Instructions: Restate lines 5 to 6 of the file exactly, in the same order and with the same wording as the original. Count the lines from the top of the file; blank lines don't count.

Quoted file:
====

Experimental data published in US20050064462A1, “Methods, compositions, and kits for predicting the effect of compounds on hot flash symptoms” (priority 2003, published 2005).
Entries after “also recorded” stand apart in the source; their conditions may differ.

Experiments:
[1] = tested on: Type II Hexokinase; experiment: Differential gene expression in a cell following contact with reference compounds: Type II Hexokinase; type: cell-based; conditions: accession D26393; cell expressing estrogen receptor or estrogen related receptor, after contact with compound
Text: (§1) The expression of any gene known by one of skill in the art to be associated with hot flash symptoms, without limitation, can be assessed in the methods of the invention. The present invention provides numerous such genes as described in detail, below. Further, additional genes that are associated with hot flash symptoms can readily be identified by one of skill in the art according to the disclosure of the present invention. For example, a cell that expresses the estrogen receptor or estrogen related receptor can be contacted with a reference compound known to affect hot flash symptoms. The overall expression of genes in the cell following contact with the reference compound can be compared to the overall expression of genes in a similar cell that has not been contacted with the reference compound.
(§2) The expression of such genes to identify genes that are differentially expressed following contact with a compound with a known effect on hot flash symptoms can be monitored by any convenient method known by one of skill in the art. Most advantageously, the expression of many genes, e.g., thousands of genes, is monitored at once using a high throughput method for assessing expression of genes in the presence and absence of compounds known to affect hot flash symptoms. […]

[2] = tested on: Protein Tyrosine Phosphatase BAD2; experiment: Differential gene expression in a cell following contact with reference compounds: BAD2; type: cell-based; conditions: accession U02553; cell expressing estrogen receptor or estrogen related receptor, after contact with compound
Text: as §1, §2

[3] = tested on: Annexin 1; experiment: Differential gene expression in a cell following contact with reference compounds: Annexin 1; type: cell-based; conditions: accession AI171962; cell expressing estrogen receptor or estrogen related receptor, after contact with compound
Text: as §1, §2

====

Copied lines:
Text: (§1) The expression of any gene known by one of skill in the art to be associated with hot flash symptoms, without limitation, can be assessed in the methods of the invention. The present invention provides numerous such genes as described in detail, below. Further, additional genes that are associated with hot flash symptoms can readily be identified by one of skill in the art according to the disclosure of the present invention. For example, a cell that expresses the estrogen receptor or estrogen related receptor can be contacted with a reference compound known to affect hot flash symptoms. The overall expression of genes in the cell following contact with the reference compound can be compared to the overall expression of genes in a similar cell that has not been contacted with the reference compound.
(§2) The expression of such genes to identify genes that are differentially expressed following contact with a compound with a known effect on hot flash symptoms can be monitored by any convenient method known by one of skill in the art. Most advantageously, the expression of many genes, e.g., thousands of genes, is monitored at once using a high throughput method for assessing expression of genes in the presence and absence of compounds known to affect hot flash symptoms. […]